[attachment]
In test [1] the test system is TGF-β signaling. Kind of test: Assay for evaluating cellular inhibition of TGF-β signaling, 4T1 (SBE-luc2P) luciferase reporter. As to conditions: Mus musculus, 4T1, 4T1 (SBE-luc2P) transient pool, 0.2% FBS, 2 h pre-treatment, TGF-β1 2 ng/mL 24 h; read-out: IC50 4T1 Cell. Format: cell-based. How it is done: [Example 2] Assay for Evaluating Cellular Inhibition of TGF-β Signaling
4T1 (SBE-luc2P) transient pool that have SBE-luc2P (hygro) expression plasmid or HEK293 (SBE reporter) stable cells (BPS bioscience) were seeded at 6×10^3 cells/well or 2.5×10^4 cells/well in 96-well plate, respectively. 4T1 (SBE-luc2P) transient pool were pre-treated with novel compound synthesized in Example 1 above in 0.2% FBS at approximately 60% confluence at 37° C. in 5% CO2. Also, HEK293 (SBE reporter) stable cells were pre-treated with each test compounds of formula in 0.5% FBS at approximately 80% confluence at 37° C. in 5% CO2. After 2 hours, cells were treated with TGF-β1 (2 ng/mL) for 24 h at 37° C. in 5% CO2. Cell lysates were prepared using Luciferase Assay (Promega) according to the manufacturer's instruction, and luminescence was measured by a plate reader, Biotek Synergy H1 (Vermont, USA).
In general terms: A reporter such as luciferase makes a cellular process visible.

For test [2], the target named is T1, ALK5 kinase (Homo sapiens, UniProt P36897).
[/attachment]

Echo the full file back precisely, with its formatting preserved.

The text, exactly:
In test [1] the test system is TGF-β signaling. Kind of test: Assay for evaluating cellular inhibition of TGF-β signaling, 4T1 (SBE-luc2P) luciferase reporter. As to conditions: Mus musculus, 4T1, 4T1 (SBE-luc2P) transient pool, 0.2% FBS, 2 h pre-treatment, TGF-β1 2 ng/mL 24 h; read-out: IC50 4T1 Cell. Format: cell-based. How it is done: [Example 2] Assay for Evaluating Cellular Inhibition of TGF-β Signaling
4T1 (SBE-luc2P) transient pool that have SBE-luc2P (hygro) expression plasmid or HEK293 (SBE reporter) stable cells (BPS bioscience) were seeded at 6×10^3 cells/well or 2.5×10^4 cells/well in 96-well plate, respectively. 4T1 (SBE-luc2P) transient pool were pre-treated with novel compound synthesized in Example 1 above in 0.2% FBS at approximately 60% confluence at 37° C. in 5% CO2. Also, HEK293 (SBE reporter) stable cells were pre-treated with each test compounds of formula in 0.5% FBS at approximately 80% confluence at 37° C. in 5% CO2. After 2 hours, cells were treated with TGF-β1 (2 ng/mL) for 24 h at 37° C. in 5% CO2. Cell lysates were prepared using Luciferase Assay (Promega) according to the manufacturer's instruction, and luminescence was measured by a plate reader, Biotek Synergy H1 (Vermont, USA).
In general terms: A reporter such as luciferase makes a cellular process visible.

For test [2], the target named is T1, ALK5 kinase (Homo sapiens, UniProt P36897).